The patient asked me–in a very serious tone–a series of unusually frank questions.
“You look young, how many ablations have you done? How many years of experience do you have? “I have read the success rate is 90% at ___ institute… What is your success rate?”
Honestly, it caught me by surprise. For a brief moment, I almost contemplated a subliminal message. “Why is she asking me this, and why in this way?” But then, as is always the case, just providing the answer objectively and scientifically saved me.
It got me thinking about the act of asking and answering questions.
When is a question, just a question? And, what is the threshold for seeing a hidden message in a question? We tell our patients to be educated, and to ask their doctor questions; we want our students to be engaged and ask their teachers questions. This is surely a good thing, but yet for some doctors the threshold of feeling threatened by in-depth patient inquiry is low, and perhaps getting lower.
As a patient, I was once summarily dismissed by a doctor—no I did not tell him I was a doctor, and he did not ask. (This was in the era before strict coding regulations required an inane number of bullet points on the H and P.) I had read exhaustively on my shoulder problem. The approach to the problem was controversial and the surgical repairs varied widely. I asked about the specifics of his approach. He was taken aback, and I was quickly told to not question the specificity of the surgical techniques. “We fix it, our way,” he said in a highly defensive tone. He misinterpreted my question. There was no statement being made, rather I was interested in what he said about the X, or Y repair that I had read about. Needless to say, this is not the surgeon I chose.
It seems to me that if doctors focus primarily focus on the words of the patient, we will hear just a question. All can agree, making assumptions is problematic. Over-analysis leads to paralysis. You get the picture. It is just a question.
When I was an EP fellow, the professor would often stand over me and sternly ask, “what are you doing?” Or, “do you know what you are doing?” Although, he was asking a very literal question, initially, in our inexperienced state, it was natural to take a defensive posture. “Geez, does he think I some kind of idiot?” Soon, though, we learned how to answer his questions. “Yes, I know what I am doing.” Well I sort of did, in a fellow-kind-of-way. “I am learning to do electrophysiology, thanks for your help.”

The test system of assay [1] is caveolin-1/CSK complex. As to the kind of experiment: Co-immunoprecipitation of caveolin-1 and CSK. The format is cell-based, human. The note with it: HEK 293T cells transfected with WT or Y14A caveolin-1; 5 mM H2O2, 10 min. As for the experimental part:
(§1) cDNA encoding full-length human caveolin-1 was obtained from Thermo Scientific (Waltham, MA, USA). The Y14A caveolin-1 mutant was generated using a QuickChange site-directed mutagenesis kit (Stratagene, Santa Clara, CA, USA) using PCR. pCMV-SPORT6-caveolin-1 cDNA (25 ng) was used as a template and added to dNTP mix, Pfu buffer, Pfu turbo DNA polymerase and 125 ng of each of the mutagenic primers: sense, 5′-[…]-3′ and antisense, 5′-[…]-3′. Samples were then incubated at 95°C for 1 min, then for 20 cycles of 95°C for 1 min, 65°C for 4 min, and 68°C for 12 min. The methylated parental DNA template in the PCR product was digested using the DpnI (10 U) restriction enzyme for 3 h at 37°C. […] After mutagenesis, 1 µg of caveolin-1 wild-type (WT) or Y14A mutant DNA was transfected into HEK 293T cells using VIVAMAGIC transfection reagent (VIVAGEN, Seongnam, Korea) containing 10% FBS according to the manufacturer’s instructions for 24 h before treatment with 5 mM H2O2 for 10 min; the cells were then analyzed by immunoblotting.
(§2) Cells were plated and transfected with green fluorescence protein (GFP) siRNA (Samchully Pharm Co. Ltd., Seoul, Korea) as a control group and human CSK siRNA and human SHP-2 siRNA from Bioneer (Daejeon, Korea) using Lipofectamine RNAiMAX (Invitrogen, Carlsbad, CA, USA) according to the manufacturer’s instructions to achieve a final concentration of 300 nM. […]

A non-medical example of a person who has perfected the act of answering blunt questions in an opportunistic way is my life insurance guy. Few people believe in themselves and their product more than he. It’s an old act now, but I used to ask him questions that could easily have been taken personally. I might say, “many have told me that whole life insurance is a scam in which you are incentivized to sell me more so you can make more.” He grins, pauses, and rather than taking the question personally, runs with the opportunity to lay out the benefits of his product. He answers without a hint of conflict.
Shouldn’t doctors do the same when asked probing questions by patients?
Sure we should. It is easy. Here are a few examples.
How many have you done? Easy answer.
How many years experience? Even easier.
What are the benefits? Easy, again. It is a list. Lists are good. I can really show my knowledge.
What would you do? Yes, this is an ideal metric to use.
Are you better than the ‘Institute,’ the one with the the foundation? That one’s a trick question. The good news is “I don’t know” is an acceptable answer. So is, “we are a lot closer to home.”
As long as the doctor is well trained, free of conflicts, ethical, and acting in the best interest of the patient, challenging questions from patients can be considered just that, questions, not an insinuation or a statement. Moreover, the inquiry is an opportunity to reveal what we have to offer, an opportunity to be sincere, an opportunity to show humanness. Then the patient can decide.
Yes, I can easily say that I am not the most experienced ablator on the planet. Yes, I have had complications. No, the success rate is not that good. Of course, I am payed well for my work. These are answers that come easily when one just answers the question.
Without doubt, patients help themselves by doing homework and then asking educated questions of their doctor.
Doctors can help themselves by just answering the question. It is just a question. An answer is the best choice, not another question.
Go ahead, ask me if I am too young to ablate AF. I will not take offense, but I might refer you for an eye exam.